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Ever since Hollywood celebrities began building mansions in the chaparral hills above Los Angeles they’ve had to contend with two pests: paparazzi and rattlesnakes. When it comes to the deadly reptiles, they often call one man: Bo Slyapitch, rattlesnake wrangler to the rich and famous.

On a blistering hot Los Angeles afternoon, I spent a day trailing Bo as he made his monthly rounds to various clients, many of whom he cannot name due to privacy agreements. But when asked to name clients he can identify, he pulls out a list several pages long that could easily double as a seating chart for the Oscars.

“Daryl Hannah, I’ve been to her house. Heidi Klum, Selena Gomez, Sally Field, Sharon Stone, the Osbournes, Lisa Presley, Gwyneth Paltrow, Jamie Foxx, the Rock, Arnold, Stallone, Dennis Quaid.” The list goes on.  

Southern California’s historic drought has recently made rattlesnakes a particular problem. With so little moisture in the hills, rodents and birds have moved inside the gates of human residences, where there elaborate sprinkler systems and swimming pools make for an abundant source of water. The snakes are naturally drawn to the places where their prey gather to drink.

Also, while the poisonous reptiles have long been a part of the arid, mountainous landscape, over the last few years more and more celebrities and wealthy people have built huge homes high in the hills, in gated communities like Westlake Village, where we made the rounds in August. Bo points to a colossal mansion that seems to occupy an entire mountaintop. It’s Britney Spears’ 7.4-million estate.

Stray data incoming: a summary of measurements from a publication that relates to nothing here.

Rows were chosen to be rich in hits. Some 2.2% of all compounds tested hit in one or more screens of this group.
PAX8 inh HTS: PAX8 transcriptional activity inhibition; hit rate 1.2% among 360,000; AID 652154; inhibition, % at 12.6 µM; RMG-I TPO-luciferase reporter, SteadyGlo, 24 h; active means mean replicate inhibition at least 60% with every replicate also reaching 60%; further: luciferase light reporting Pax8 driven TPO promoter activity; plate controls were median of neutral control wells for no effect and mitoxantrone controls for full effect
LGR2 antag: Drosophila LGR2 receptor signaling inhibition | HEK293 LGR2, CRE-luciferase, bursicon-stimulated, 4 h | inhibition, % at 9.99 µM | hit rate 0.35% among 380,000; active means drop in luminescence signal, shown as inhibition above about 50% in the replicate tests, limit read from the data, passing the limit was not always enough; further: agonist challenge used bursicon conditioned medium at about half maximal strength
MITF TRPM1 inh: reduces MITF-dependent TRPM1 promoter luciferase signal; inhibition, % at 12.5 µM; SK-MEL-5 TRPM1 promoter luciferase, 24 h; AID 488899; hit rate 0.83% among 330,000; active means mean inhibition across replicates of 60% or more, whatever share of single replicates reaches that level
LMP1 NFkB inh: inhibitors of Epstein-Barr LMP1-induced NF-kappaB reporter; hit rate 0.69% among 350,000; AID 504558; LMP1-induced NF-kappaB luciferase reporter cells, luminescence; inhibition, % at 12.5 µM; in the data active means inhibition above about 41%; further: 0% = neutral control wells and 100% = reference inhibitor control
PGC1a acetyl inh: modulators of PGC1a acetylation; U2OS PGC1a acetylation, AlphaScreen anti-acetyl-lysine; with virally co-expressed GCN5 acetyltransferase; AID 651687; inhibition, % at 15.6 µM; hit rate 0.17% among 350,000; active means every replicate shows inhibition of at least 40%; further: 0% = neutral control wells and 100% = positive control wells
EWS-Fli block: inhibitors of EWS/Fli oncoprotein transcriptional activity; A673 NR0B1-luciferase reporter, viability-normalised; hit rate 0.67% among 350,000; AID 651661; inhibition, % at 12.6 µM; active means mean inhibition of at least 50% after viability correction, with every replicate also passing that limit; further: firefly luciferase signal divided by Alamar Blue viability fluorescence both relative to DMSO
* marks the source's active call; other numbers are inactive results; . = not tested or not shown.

Bo has been catching rattlesnakes here professionally for 35 years. He has also been a commercial diver, a stuntman, and an educator.  He charges up to $700 for a three hour visit, money he saves up for an exotic three-month break every year. “When rattlesnakes hibernate, Bo goes on vacation,” he says.

The snakes begin to hibernate in late October, so here at the end of August, we are in the heart of rattlesnake season, and Bo’s phone rings continually with clients asking for help. He balances the emergency calls with a list of some 30 clients that he visits monthly. Most of them are happy to see him, and he considers many to be friends. He lavishes particular praise upon actor Jamie Foxx, a long-time client who, claims Bo, fondly calls him Rambo.

He finds the snakes around swimming pools, under children’s toys stacked in backyards, and occasionally inside houses.

At one palatial home in Calabasas, not far, Bo says, from the home of Khloe Kardashian (another client), he climbs a short rise in the backyard to a large split boulder. The property has a swimming pool, a basketball court, and a large pen for exotic animals including two llamas, an emu, and a zebra. Bo immediately spots a rattler curled in the shadows.

He plucks the snake out of the crack with a pair of metal pincers and holds it in the light so I can get a shot. Then he puts it in a plastic bin and seals it with tape. He says he does not often kill the snakes, but rather sets them free far outside of the city, where there are no homes.

We visit three other clients in the area, passing golf courses and a seemingly endless parade of opulent homes, some of them with lawns the size of public parks.  Over the course of a few hours, we catch three snakes, including a baby rattler that he finds beneath a children’s playset.

None of his famous clients make a personal appearance during our rounds, but their homes are a reminder of the vast wealth that is in LA, hidden in the hills.

“Rattlesnakes have good taste,” says Bo. “I’d live here, too.”